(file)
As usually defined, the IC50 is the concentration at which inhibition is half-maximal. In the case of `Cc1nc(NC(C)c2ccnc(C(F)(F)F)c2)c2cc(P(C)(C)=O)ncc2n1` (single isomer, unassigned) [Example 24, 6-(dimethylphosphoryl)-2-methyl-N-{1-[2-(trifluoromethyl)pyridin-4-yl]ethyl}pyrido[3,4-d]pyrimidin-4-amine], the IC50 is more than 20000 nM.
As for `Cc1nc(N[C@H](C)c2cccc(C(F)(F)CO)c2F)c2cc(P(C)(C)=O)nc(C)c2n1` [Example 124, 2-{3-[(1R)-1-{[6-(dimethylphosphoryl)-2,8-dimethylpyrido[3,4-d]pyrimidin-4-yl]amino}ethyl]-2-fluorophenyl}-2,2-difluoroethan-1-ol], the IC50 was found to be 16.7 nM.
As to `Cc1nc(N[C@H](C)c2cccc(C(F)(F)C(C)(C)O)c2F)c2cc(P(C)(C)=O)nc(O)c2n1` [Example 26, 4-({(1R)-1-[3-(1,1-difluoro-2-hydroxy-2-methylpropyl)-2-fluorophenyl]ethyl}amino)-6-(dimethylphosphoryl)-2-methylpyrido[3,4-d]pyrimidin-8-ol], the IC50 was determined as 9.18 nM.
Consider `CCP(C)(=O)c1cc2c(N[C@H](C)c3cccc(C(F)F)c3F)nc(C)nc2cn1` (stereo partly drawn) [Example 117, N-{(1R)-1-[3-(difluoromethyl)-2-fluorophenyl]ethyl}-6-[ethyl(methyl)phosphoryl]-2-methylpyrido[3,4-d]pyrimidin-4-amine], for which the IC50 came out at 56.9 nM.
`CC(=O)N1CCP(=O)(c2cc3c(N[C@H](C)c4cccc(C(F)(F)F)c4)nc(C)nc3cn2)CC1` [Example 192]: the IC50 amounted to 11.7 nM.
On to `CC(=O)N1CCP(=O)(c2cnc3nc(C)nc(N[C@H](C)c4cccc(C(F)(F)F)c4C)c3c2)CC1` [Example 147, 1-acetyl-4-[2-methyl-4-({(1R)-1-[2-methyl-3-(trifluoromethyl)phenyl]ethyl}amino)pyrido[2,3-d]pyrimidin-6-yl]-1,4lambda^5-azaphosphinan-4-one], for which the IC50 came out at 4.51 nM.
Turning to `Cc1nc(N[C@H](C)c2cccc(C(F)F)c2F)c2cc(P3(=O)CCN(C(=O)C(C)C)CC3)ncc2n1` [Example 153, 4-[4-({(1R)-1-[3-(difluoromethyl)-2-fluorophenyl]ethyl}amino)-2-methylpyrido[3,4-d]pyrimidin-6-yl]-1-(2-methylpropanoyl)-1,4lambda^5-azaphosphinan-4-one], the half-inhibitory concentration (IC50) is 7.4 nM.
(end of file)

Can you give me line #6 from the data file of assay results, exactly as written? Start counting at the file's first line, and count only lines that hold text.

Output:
On to `CC(=O)N1CCP(=O)(c2cnc3nc(C)nc(N[C@H](C)c4cccc(C(F)(F)F)c4C)c3c2)CC1` [Example 147, 1-acetyl-4-[2-methyl-4-({(1R)-1-[2-methyl-3-(trifluoromethyl)phenyl]ethyl}amino)pyrido[2,3-d]pyrimidin-6-yl]-1,4lambda^5-azaphosphinan-4-one], for which the IC50 came out at 4.51 nM.